Out Of This World
Out Of This World
Astrotourism Takes Flight
When even the most remote destinations don’t feel distant enough to unplug, savvy travelers are looking up and opting for astrotourism. Fortunately, you don’t need a spaceship for these above-and-beyond travel experiences — there are plenty of dark sky reserves, national parks and moonlit oceanside retreats that will transport you to another planet come nighttime. No telescope? No problem. Seasoned astronomers and casual observers alike come to these low light pollution atmospheres that offer astounding celestial sightings, even with the naked eye.
Head to the Valentine, Nebraska area in late July to experience the Nebraska Star Party, an annual celebration of star gazing held in the remote Merritt Reservoir Snake Campground. Make it an interactive experience by participating in the astro photo contest and their various observation challenges, or make it an introspective retreat and find a quiet place to trace the constellations on your own.
Playa Del Carmen, Mexico
Dine by the light of the night sky with a Full Moon Dinner at the Thompson Playa del Carmen, where guests can feast on a curated three-course menu of fresh Mexican seafood just steps from the breaking waves of the ocean. Come for the amazing views of the starlit sky and delicious dinner, stay for the live music and signature cocktails.
A sign of perfection and infinity, the moon plays a significant role in Balinese culture, with the lunar phases determining the yearly calendar. Welcome the full moon with a heavenly seven-course La La Lune dinner at The Mulia Bali, where you’ll indulge your culinary senses under the stars as you listen to the Indian Ocean lap along the shore.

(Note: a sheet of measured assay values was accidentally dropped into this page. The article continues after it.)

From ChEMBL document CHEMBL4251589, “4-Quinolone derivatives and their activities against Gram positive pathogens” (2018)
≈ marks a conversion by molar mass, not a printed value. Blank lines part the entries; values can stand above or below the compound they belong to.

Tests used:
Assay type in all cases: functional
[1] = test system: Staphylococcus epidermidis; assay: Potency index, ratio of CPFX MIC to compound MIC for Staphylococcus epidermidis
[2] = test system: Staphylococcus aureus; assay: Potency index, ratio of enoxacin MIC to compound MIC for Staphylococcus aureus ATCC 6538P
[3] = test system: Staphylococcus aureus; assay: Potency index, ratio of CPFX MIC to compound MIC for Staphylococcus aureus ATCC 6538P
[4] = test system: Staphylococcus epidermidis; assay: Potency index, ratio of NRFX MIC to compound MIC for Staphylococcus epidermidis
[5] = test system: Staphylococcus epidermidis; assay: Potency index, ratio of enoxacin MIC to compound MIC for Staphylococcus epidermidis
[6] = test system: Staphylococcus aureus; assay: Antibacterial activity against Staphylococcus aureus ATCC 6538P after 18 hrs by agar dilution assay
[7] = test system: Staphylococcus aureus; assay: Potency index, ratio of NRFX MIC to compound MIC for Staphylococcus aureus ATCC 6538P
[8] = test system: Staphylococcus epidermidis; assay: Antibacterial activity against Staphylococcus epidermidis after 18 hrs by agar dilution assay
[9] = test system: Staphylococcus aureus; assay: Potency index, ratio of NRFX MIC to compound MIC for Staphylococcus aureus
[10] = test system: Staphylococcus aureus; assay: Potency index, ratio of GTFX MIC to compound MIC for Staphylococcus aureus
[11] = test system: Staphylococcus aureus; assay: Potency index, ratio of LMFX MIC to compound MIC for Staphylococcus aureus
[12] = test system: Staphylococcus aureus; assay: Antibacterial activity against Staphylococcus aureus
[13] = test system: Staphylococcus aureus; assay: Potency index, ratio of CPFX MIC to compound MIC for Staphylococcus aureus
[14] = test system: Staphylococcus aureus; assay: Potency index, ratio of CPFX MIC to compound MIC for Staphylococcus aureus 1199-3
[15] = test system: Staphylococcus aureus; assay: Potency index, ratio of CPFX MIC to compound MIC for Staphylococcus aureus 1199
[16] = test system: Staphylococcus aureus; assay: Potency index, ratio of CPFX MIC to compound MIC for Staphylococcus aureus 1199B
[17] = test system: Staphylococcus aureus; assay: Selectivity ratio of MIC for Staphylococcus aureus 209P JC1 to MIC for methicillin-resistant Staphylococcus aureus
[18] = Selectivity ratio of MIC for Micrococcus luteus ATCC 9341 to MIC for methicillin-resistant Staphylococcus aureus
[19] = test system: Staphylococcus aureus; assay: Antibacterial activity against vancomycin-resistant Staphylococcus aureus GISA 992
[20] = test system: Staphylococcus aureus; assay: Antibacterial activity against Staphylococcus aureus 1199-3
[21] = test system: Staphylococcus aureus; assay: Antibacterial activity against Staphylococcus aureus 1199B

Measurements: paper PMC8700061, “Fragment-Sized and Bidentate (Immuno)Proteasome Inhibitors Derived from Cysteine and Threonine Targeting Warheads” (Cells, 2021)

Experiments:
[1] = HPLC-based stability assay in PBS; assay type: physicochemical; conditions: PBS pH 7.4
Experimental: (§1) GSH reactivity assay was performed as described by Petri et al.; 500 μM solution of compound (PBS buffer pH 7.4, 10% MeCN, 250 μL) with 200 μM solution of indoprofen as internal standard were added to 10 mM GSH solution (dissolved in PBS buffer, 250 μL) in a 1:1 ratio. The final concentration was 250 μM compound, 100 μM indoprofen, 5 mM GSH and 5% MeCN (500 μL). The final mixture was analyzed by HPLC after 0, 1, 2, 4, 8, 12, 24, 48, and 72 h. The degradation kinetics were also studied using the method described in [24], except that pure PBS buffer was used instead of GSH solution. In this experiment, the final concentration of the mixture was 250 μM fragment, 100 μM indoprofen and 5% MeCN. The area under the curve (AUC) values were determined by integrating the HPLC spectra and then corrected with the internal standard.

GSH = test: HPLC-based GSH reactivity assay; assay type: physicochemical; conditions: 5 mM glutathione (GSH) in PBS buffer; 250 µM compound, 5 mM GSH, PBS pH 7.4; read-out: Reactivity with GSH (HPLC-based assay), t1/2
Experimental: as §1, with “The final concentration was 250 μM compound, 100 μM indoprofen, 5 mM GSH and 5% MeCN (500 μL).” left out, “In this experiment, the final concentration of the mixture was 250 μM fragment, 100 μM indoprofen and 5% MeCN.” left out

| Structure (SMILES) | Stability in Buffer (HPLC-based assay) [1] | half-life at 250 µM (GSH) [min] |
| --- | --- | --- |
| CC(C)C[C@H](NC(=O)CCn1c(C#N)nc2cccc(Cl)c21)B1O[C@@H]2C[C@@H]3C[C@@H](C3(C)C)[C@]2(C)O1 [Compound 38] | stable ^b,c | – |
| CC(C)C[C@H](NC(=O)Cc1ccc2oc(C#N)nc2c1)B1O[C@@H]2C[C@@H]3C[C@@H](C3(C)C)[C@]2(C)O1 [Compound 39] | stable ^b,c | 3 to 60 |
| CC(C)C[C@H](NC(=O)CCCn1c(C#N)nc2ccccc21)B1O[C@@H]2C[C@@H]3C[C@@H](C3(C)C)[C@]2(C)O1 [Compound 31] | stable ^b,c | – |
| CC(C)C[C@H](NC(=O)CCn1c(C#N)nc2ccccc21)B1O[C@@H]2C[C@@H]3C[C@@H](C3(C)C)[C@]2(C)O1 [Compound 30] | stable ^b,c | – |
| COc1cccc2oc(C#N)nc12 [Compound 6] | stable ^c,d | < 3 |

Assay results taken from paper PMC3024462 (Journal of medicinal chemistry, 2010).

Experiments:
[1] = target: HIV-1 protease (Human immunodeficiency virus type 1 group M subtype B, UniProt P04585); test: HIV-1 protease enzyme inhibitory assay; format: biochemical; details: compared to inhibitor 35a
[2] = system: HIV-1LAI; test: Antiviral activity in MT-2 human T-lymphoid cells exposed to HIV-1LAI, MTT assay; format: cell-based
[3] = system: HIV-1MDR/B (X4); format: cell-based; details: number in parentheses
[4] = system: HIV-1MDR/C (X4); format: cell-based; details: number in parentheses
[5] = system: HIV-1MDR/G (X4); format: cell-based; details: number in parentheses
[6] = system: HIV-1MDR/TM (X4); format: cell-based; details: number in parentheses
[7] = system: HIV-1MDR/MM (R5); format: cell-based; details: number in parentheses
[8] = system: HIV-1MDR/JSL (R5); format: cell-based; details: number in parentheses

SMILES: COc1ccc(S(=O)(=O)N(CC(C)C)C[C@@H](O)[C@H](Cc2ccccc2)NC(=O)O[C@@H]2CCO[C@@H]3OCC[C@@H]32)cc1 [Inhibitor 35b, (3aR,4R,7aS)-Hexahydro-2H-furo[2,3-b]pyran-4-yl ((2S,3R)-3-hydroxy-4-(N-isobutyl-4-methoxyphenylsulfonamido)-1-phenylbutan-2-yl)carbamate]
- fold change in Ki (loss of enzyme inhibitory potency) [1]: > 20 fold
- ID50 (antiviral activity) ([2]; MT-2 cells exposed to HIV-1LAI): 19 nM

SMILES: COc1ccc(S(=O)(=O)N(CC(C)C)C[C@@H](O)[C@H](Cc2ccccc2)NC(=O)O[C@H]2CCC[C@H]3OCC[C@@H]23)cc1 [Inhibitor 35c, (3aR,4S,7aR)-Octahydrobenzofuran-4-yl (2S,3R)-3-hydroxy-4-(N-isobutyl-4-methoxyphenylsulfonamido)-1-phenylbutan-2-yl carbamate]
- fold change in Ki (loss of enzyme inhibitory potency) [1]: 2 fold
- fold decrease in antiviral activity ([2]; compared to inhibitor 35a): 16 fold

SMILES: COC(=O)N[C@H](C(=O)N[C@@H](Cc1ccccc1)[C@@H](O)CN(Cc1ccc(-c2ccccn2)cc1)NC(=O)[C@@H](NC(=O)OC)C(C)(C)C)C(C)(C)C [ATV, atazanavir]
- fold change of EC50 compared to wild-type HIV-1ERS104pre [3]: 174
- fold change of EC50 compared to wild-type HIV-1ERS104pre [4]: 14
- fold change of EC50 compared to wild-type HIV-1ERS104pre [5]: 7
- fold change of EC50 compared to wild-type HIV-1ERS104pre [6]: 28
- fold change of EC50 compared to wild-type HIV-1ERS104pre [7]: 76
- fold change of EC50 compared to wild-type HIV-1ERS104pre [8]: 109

Yaeyama Islands, Japan
Take off to Japan to experience the vastness of the cosmos in Iriomote-Ishigaki National Park, the country’s first accredited Dark Sky Place. Located on the Yaeyama Islands in the southernmost territory of Japan, the park offers lush, tropical scenery by day and unobstructed views of the star-saturated sky by night.
Venture to Namibia for one of the darkest places on earth: The NamibRand Nature Reserve. Set in the red sand dunes of the Namib Desert, this Gold-Tier Dark Sky Reserve feels more Martian than anything else. For an out-of-this-world experience, we suggest the &Beyond Sossusvlei Desert Lodge: epic floor-to ceiling views, luxurious suites, astronomer-guided tours and even dune dining. The Lodge is set to reopen in October 2019.
Stewart Island, New Zealand
You’ve heard of the aurora borealis, but have you heard of the aurora australis? Venture to Stewart Island, New Zealand to watch the aurora australis (or Southern Lights) cast fantastic colors across the sky from March to September. Rakiura National Parkencompasses 85% of the island, making it the perfect place to wait out this dazzling phenomenon without interference from city lights.
Marvel at the constellations in a virtually light-free environment at the Kerry International Dark Sky Reserve, the only Gold-Tier Dark Sky Reserve in the Northern hemisphere. Sheltered by the Kerry Mountains and Hills on one side and bordered by the Atlantic Ocean on the other, the reserve is said to be so dark on moonless nights that you can view the sky as the first humans did.